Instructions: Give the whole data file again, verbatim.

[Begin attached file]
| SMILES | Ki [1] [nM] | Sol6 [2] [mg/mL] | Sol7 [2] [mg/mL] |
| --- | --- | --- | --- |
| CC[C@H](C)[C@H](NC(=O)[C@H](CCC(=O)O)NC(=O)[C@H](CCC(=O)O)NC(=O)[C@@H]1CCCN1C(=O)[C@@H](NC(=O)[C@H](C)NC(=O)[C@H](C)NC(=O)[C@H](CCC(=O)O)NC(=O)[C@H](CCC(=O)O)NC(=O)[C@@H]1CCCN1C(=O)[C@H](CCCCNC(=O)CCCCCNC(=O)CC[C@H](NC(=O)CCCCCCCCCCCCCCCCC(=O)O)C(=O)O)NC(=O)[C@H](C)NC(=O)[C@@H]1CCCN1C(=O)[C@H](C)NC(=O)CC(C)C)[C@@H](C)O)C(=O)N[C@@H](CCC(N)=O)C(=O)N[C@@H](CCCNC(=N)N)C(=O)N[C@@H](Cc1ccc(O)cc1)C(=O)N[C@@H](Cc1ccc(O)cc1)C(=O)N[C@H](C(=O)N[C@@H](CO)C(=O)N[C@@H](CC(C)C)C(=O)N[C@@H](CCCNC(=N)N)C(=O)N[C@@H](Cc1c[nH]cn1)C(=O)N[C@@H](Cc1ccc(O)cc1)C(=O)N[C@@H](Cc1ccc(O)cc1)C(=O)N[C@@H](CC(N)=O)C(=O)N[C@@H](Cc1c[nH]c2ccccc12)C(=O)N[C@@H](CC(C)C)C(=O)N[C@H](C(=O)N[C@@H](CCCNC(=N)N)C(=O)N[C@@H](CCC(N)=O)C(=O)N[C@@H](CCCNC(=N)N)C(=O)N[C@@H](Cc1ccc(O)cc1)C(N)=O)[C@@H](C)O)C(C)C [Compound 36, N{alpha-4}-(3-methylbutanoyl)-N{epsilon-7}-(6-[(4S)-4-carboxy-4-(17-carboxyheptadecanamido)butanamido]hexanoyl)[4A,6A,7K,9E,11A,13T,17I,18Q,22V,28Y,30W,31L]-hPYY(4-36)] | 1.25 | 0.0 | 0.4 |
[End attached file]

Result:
| SMILES | Ki [1] [nM] | Sol6 [2] [mg/mL] | Sol7 [2] [mg/mL] |
| --- | --- | --- | --- |
| CC[C@H](C)[C@H](NC(=O)[C@H](CCC(=O)O)NC(=O)[C@H](CCC(=O)O)NC(=O)[C@@H]1CCCN1C(=O)[C@@H](NC(=O)[C@H](C)NC(=O)[C@H](C)NC(=O)[C@H](CCC(=O)O)NC(=O)[C@H](CCC(=O)O)NC(=O)[C@@H]1CCCN1C(=O)[C@H](CCCCNC(=O)CCCCCNC(=O)CC[C@H](NC(=O)CCCCCCCCCCCCCCCCC(=O)O)C(=O)O)NC(=O)[C@H](C)NC(=O)[C@@H]1CCCN1C(=O)[C@H](C)NC(=O)CC(C)C)[C@@H](C)O)C(=O)N[C@@H](CCC(N)=O)C(=O)N[C@@H](CCCNC(=N)N)C(=O)N[C@@H](Cc1ccc(O)cc1)C(=O)N[C@@H](Cc1ccc(O)cc1)C(=O)N[C@H](C(=O)N[C@@H](CO)C(=O)N[C@@H](CC(C)C)C(=O)N[C@@H](CCCNC(=N)N)C(=O)N[C@@H](Cc1c[nH]cn1)C(=O)N[C@@H](Cc1ccc(O)cc1)C(=O)N[C@@H](Cc1ccc(O)cc1)C(=O)N[C@@H](CC(N)=O)C(=O)N[C@@H](Cc1c[nH]c2ccccc12)C(=O)N[C@@H](CC(C)C)C(=O)N[C@H](C(=O)N[C@@H](CCCNC(=N)N)C(=O)N[C@@H](CCC(N)=O)C(=O)N[C@@H](CCCNC(=N)N)C(=O)N[C@@H](Cc1ccc(O)cc1)C(N)=O)[C@@H](C)O)C(C)C [Compound 36, N{alpha-4}-(3-methylbutanoyl)-N{epsilon-7}-(6-[(4S)-4-carboxy-4-(17-carboxyheptadecanamido)butanamido]hexanoyl)[4A,6A,7K,9E,11A,13T,17I,18Q,22V,28Y,30W,31L]-hPYY(4-36)] | 1.25 | 0.0 | 0.4 |